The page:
Should you EVER use the <br> tag?

I am making a codepen to take notes/make sure I comprehend what I’m learning as I go through the JS curriculum, and I have a question about the HTML formatting. I am using the
tag when writing out the example code. Sometimes I see people say to never use
and if that’s true, what’s the best way to do that instead? If I make a new paragraph, it will add an extra space between lines that I don’t necessarily want–I just want it to be on the line directly below it. Should I make a class for all my examples and format it in CSS? I’m currently using to add the white background behind examples and key words, and I’m not even sure if that’s the correct way to handle it? Thank you for any input, about my specific situation as well as the bigger question of: is there any good reason to use
in the “real world”?
Here is an example of the HTML, and the link to my codepen:

<p><span>function pizzaTotal(order1, order2) {<br>
  console.log(order1 + order2);<br>
 pizzaTotal(4, 3);

JavaScript practice codepen

Hey there,

For formatting blocks of code, I recommend looking at both the <code> tags and the <pre> tags - the <pre> tags will preserve your white-space (such as line breaks).

In general, <br> tags are used where line breaks are syntactically relevant, such as poetry (where a line break determines the structure/flow of the actual content, vs the appearance).

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Yes as mentioned above, you normally want to use either the “code” or “pre” tags for source code. Using the “br” tag is something you normally won’t or shouldn’t do, especially if you’re just trying to add vertical spacing between paragraphs (the “p” tag is supposed to add that automatically) or other elements on the page. It should never be used to add vertical spacing - that’s what you should use CSS for (i.e. margin or padding).

Here’s an example of when it would make sense to use the “br” tag semantically:

<h2>"The Old Pond" by Matsuo Bashō</h2>
<p>An old silent pond<br>
A frog jumps into the pond -<br>
Splash! Silence again.

Btw, you’re also mis-using the “span” tag in your example. “span” is an inline element, as opposed to block-level. If you don’t know what that means yet, it basically means you shouldn’t be using it to enclose multiple lines of text. You can use it to enclose single words, or a few/several words at most, but never text that goes across multiple line breaks. That’s just not what “span” is used for. If you need to apply CSS to all of the text in a “p” tag, then add a class or ID to the “p” tag to target from CSS. This page has a good example of how to properly use “span” tags:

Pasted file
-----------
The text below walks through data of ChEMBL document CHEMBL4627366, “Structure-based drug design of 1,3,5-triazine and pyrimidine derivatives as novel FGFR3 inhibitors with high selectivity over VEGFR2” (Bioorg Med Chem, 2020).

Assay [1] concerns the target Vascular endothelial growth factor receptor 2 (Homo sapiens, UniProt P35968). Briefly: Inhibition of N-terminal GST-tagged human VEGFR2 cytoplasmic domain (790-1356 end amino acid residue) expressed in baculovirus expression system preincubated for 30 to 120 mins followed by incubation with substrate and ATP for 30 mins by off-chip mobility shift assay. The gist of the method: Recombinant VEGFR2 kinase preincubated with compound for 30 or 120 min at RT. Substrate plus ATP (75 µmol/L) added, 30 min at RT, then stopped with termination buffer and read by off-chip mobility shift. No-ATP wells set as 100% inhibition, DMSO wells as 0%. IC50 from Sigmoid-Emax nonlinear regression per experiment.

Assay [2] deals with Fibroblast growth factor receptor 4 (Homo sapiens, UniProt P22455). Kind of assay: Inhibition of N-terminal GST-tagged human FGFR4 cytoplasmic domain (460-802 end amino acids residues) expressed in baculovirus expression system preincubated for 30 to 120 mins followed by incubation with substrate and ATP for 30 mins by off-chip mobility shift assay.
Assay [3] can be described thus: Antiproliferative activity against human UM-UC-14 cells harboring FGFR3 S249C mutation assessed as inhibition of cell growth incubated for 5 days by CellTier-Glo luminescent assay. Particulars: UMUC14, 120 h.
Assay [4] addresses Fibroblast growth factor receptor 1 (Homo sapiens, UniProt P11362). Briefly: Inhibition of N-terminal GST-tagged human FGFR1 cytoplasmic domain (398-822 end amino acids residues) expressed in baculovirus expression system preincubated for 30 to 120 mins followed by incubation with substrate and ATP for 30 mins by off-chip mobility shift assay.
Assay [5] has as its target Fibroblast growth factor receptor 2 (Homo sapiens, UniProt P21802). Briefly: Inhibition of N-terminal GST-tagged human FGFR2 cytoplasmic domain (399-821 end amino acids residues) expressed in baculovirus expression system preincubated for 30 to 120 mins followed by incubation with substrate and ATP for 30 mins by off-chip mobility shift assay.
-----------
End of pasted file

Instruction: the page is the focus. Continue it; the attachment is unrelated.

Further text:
Ok, thanks so much! I am not sure I’ve heard of either of those tags but sounds like just what I’m looking for here, I’ll go learn about them. Appreciate your help!

Thank you, that’s extremely helpful. I felt like “span” was not the right way to do this, but I didn’t know what to do instead. I was not quite sure even how to research this, but now I have some direction, and I will check out “code” and “pre” tags. And I’ll check out the link about proper use of the span tag as well.
I try to research things myself, but sometimes I don’t even know what to google, and I just wish I could raise my hand and ask a question. I appreciate your taking the time to help me out! This forum is the best.

I often read that, too, and frankly I don’t understand it. You should certainly never use it only for vertical spacing, but I don’t see why you shouldn’t use it in a <p> tag. Apparently, there’s accessibility concerns, but I found it difficult to find reliable information as to why. I’d really like some enlightenment about this, because I admit that I often use it to force a line break. Sometimes I have a button click here and I want both words on separate lines. What exactly is the issue with screen readers there?

What if I use the tag only like this: <br aria-hidden="true"> ?

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I’m not sure, but when I looked up how to make a button have two lines of text, some of the examples said to use the break tag. Others used sizing/styling to force part of the text to a second line. Often there are multiple ways to do something, I’m just always curious about which is the preferred way.

SO much better now. I ended up taking out all the break tags, then changed all the <span> tags to <code> because that was the most descriptive option. By default <code> changed the font, then in the CSS I styled it to have the same font size as the rest of the <p> elements, as well as a white background, and since <code> is inline (a new thing I learned about today) the background doesn’t go all the way across the page but just behind the actual words, which is what I wanted. Also because it’s an inline element, <code>like <span> is used more for use just for a word or a few lines, but if you wrap it in <pre> tags, like this: <pre><code>text goes here</code></pre> then it will display the way you’ve typed it with all spacing and returns.
And I’ve learned a lot, and now have a ton of browser tabs open to explore further…
Thank you again for teaching and pointing me in the right direction!

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